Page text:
2017 Book Reviews


For the most part, I have given up on New Year's resolutions and have come to accept the fact that it doesn't help anyone if I get in the habit of lying to myself every December. But some primal part of me cannot let go of the idea that I want to read more books in the coming year, so I always set my Goodreads goal way too high. Do I have time to read fifty books in a year? Absolutely. Do I put off reading in favor of Netflix or podcasts or Stardew Valley instead? Absolutely.

Anyway, it does not surprise me at all that I am behind on my goal, but I am pleasantly surprised to have have finished ten books before May. In celebration, I decided to do a quick review of what I've read so far.

(I've included Amazon affiliate links to each review because I'm saving up for a couch the dumbest way possible. However, none of the reviews are sponsored in any way. I got these books from the library because I wanted to read them.)

Never Too Busy to Cure Clutter: Simplify Your Life One Minute at a Time

by Erin Rooney Doland

Maybe I would've liked a physical, printed version of this book better, but the Kindle version just didn't work for me. The formatting is weird, there are numerous references to page numbers from the print edition that don't match up in the digital one, and most of the book is a giant checklist that cannot be marked up electronically. I did manage to pick up several tips and ideas for organizing and uncluttering, but I still feel like Marie Kondo's book was much more effective in terms of inspiring lifelong change.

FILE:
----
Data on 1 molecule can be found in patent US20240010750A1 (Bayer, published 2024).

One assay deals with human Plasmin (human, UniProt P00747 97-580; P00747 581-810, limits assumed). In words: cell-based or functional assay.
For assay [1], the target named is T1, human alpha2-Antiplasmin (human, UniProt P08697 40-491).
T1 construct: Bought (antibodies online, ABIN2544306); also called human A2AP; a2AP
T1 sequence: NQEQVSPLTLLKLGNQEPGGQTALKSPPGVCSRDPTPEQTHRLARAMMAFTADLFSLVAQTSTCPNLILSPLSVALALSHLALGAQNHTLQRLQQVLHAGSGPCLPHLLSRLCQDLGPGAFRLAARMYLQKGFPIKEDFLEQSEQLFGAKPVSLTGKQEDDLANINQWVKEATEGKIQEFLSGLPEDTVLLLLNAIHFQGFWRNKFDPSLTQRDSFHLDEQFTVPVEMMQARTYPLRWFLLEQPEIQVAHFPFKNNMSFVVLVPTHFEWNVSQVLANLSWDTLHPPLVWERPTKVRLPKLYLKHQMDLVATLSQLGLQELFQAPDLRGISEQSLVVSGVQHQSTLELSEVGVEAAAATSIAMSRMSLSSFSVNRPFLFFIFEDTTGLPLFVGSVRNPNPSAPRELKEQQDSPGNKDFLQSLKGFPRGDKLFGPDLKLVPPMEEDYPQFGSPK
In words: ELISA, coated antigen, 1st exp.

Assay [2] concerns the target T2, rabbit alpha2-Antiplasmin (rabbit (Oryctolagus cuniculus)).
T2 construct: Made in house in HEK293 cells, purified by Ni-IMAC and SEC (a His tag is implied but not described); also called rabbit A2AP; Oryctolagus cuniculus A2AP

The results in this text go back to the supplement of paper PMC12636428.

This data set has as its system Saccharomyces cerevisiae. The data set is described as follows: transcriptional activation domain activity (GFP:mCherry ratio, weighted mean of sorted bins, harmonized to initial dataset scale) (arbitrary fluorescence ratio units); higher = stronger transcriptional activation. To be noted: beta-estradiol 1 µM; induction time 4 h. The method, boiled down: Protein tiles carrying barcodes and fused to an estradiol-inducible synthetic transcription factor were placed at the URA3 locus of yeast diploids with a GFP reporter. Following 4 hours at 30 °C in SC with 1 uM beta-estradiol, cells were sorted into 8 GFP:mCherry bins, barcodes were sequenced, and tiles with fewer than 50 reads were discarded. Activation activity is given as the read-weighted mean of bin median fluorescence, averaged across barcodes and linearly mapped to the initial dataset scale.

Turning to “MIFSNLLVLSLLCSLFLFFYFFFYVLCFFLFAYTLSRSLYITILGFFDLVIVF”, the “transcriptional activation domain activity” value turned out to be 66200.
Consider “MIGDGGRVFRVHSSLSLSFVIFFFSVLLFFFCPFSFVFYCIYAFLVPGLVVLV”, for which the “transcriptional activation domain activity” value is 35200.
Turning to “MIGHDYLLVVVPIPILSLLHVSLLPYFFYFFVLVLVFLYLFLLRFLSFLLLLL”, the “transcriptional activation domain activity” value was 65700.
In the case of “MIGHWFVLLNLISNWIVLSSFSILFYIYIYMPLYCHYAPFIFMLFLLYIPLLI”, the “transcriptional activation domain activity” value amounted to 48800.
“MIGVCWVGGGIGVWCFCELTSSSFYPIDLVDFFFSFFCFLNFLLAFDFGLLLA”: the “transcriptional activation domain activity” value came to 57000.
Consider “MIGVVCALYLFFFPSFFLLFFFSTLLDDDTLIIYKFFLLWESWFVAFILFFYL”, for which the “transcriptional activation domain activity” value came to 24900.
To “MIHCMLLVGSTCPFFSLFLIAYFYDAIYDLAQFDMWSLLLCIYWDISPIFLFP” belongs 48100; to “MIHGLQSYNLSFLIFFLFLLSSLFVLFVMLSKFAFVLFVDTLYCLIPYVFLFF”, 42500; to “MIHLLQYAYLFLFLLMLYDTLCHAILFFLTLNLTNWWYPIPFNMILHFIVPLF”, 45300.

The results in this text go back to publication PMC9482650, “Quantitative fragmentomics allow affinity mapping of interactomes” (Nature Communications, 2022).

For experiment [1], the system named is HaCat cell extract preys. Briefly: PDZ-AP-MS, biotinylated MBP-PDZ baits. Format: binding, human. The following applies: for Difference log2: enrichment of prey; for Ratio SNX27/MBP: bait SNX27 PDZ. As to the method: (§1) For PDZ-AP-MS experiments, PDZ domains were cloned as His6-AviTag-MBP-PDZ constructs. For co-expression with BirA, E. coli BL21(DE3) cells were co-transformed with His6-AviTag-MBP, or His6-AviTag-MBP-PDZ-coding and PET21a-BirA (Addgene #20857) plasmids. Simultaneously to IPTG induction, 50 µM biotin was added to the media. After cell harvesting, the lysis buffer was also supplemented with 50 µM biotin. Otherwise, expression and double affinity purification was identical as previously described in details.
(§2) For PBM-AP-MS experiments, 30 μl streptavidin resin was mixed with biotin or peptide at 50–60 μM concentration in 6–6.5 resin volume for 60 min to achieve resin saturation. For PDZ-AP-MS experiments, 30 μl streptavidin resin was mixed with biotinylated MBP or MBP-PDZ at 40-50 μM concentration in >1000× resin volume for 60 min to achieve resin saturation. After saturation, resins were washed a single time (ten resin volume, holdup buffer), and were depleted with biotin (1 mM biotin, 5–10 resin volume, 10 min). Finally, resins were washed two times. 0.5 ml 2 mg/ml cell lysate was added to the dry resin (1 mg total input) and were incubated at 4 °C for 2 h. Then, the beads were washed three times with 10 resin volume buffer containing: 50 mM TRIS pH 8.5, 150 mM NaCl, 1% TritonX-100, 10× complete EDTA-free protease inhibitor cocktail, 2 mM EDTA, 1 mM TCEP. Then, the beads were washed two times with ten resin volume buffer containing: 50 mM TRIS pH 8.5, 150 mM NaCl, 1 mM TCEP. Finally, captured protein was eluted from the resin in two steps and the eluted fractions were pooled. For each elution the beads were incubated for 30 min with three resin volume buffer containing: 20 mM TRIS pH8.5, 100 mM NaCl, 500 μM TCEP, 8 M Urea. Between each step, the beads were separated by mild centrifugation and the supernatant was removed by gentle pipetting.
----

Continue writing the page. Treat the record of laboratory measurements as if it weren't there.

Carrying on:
★ ★ ★ ☆ ☆


by Rainbow Rowell

Yes, there are three Rainbow Rowell titles in this list. Her books are recommended all the time by people whose opinions I trust on these things. This particular book was a bit of a flop for me, though. I liked the plot well enough (wibbly wobbly time travel!) but just didn't really like the characters. Or maybe I just wasn't in the mood to read about someone else's complicated family dynamics. Either way, not my fave Rowell book.

★ ★ ★ ☆ ☆

The Nest

by Cynthia D'Aprix Sweeney

Loved the storytelling, loved the plot (at least in concept), spent most of the book wanting to strangle every character except maybe Bea. The characters were written well, but at the time, I was using up all of my energy being patient with my own family and really didn't enjoy needing to extend more patience to fictional humans.

★ ★ ★ ☆ ☆


by Rainbow Rowell

I was glad that I read Carry On first because I felt like I knew the "story within the story." Even without that, though, this was a cute and lighthearted story that I absolutely devoured. (And no, I have never written fanfic about the Lord of the Rings trilogy, and I never plan to. Sorry!) Someone else has described Rainbow Rowell's stories as "comfort food in book form," and that's exactly how I felt about this book.

★ ★ ★ ★ ☆

Adulthood Is a Myth

by Sarah Andersen